Dorothy L Sayers, 'Creed or Chaos?' in Creed or Chaos? p.28.
'"Never mind about theology," we observe in kindly tones, "if we just go on being brotherly to one another it doesn't matter what we believe about God." We are so accustomed to this idea that we are not perturbed by the man who demands: "If I do not believe in the fatherhood of God, why should I believe in the brotherhood of man?" That, we think, is an interesting point of view, but it is only talk - a subject for quiet after-dinner discussion. But if the man goes on to translate his point of view into action, then, to our horror and surprise, the foundations of society are violently shaken, the crust of morality that looked so solid splits apart, and we see that it was only a thin bridge over an abyss in which two dogmas, incompatible as fire and water, are seething explosively together.'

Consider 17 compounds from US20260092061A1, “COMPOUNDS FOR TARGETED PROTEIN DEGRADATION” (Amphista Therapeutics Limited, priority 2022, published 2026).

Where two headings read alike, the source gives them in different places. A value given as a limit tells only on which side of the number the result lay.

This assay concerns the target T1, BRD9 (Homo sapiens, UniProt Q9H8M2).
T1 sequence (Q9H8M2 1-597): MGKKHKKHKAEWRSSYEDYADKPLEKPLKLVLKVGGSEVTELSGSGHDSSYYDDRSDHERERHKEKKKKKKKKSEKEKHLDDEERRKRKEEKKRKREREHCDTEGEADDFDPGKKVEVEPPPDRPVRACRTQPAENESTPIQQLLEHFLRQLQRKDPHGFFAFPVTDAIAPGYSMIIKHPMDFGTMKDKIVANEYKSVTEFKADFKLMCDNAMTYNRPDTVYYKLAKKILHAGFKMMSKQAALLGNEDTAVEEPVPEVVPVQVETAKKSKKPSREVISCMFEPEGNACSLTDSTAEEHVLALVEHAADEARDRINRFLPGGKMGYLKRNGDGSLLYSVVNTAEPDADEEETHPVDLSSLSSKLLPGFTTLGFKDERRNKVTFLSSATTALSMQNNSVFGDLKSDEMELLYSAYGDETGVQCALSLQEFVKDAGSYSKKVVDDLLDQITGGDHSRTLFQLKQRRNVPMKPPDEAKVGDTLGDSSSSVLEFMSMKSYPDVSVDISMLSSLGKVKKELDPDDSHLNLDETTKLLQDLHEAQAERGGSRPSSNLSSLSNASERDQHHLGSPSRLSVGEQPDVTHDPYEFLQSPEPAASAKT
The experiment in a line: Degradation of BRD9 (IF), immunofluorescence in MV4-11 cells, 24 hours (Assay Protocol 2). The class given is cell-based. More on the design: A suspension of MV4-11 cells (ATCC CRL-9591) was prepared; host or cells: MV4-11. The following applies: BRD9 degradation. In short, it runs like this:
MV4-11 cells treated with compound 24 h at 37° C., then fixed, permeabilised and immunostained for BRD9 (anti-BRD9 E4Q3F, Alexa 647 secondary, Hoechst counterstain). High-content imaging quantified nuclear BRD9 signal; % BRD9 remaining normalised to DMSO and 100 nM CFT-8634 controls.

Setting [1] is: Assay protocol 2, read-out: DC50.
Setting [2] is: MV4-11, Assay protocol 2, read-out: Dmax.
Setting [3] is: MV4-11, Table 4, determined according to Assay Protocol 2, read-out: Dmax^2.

Dorothy L Sayers, 'Creed or Chaos?' in Creed of Chaos? p.27.
'Somehow or other, and with the best of intentions, we have shown the world the typical Christian in the likeness of a crashing and rather ill-natured bore - and this in the Name of One who assuredly never bored a soul in those thirty-three years during which He passed through the world like a flame.'
Dorothy L Sayers, 'The Dogma is the Drama' in Creed or Chaos? p.24.
'Judging by what my young friends tell me, and also by what is said on the subject in anti-Christian literature written by people who ought to have taken a little trouble to find out what they were attacking before attacking it, I have come to the conclusion that a short examination paper on the Christian religion might be very generally answered as follows: